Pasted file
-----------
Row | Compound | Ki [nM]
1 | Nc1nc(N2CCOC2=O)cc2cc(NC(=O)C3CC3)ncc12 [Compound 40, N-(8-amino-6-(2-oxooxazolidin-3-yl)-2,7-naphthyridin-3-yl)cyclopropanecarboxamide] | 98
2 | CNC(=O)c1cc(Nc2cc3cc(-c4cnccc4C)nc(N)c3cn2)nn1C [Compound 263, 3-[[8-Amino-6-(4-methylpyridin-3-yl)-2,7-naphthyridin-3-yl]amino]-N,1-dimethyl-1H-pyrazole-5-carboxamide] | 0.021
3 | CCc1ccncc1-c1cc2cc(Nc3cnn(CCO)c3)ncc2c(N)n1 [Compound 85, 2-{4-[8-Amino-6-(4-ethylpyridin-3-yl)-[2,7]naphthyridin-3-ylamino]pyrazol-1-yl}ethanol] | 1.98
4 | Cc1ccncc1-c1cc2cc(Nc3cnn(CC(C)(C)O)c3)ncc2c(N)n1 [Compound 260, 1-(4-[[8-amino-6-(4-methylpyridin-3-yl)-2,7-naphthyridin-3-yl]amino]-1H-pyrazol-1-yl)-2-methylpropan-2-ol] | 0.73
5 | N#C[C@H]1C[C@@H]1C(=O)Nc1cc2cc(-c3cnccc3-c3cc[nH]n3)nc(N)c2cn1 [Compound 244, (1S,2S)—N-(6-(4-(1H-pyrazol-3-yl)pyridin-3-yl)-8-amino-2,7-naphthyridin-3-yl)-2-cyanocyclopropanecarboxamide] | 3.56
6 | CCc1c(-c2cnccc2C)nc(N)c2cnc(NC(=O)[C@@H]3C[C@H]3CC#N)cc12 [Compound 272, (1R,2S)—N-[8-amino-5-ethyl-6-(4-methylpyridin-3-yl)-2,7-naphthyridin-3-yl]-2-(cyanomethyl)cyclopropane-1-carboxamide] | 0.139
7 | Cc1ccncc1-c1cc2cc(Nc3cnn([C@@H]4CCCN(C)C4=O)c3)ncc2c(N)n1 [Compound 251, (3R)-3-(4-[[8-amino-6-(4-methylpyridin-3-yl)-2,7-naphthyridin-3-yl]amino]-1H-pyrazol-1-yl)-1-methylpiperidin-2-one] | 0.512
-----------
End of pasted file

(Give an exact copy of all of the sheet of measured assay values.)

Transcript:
Row | Compound | Ki [nM]
1 | Nc1nc(N2CCOC2=O)cc2cc(NC(=O)C3CC3)ncc12 [Compound 40, N-(8-amino-6-(2-oxooxazolidin-3-yl)-2,7-naphthyridin-3-yl)cyclopropanecarboxamide] | 98
2 | CNC(=O)c1cc(Nc2cc3cc(-c4cnccc4C)nc(N)c3cn2)nn1C [Compound 263, 3-[[8-Amino-6-(4-methylpyridin-3-yl)-2,7-naphthyridin-3-yl]amino]-N,1-dimethyl-1H-pyrazole-5-carboxamide] | 0.021
3 | CCc1ccncc1-c1cc2cc(Nc3cnn(CCO)c3)ncc2c(N)n1 [Compound 85, 2-{4-[8-Amino-6-(4-ethylpyridin-3-yl)-[2,7]naphthyridin-3-ylamino]pyrazol-1-yl}ethanol] | 1.98
4 | Cc1ccncc1-c1cc2cc(Nc3cnn(CC(C)(C)O)c3)ncc2c(N)n1 [Compound 260, 1-(4-[[8-amino-6-(4-methylpyridin-3-yl)-2,7-naphthyridin-3-yl]amino]-1H-pyrazol-1-yl)-2-methylpropan-2-ol] | 0.73
5 | N#C[C@H]1C[C@@H]1C(=O)Nc1cc2cc(-c3cnccc3-c3cc[nH]n3)nc(N)c2cn1 [Compound 244, (1S,2S)—N-(6-(4-(1H-pyrazol-3-yl)pyridin-3-yl)-8-amino-2,7-naphthyridin-3-yl)-2-cyanocyclopropanecarboxamide] | 3.56
6 | CCc1c(-c2cnccc2C)nc(N)c2cnc(NC(=O)[C@@H]3C[C@H]3CC#N)cc12 [Compound 272, (1R,2S)—N-[8-amino-5-ethyl-6-(4-methylpyridin-3-yl)-2,7-naphthyridin-3-yl]-2-(cyanomethyl)cyclopropane-1-carboxamide] | 0.139
7 | Cc1ccncc1-c1cc2cc(Nc3cnn([C@@H]4CCCN(C)C4=O)c3)ncc2c(N)n1 [Compound 251, (3R)-3-(4-[[8-amino-6-(4-methylpyridin-3-yl)-2,7-naphthyridin-3-yl]amino]-1H-pyrazol-1-yl)-1-methylpiperidin-2-one] | 0.512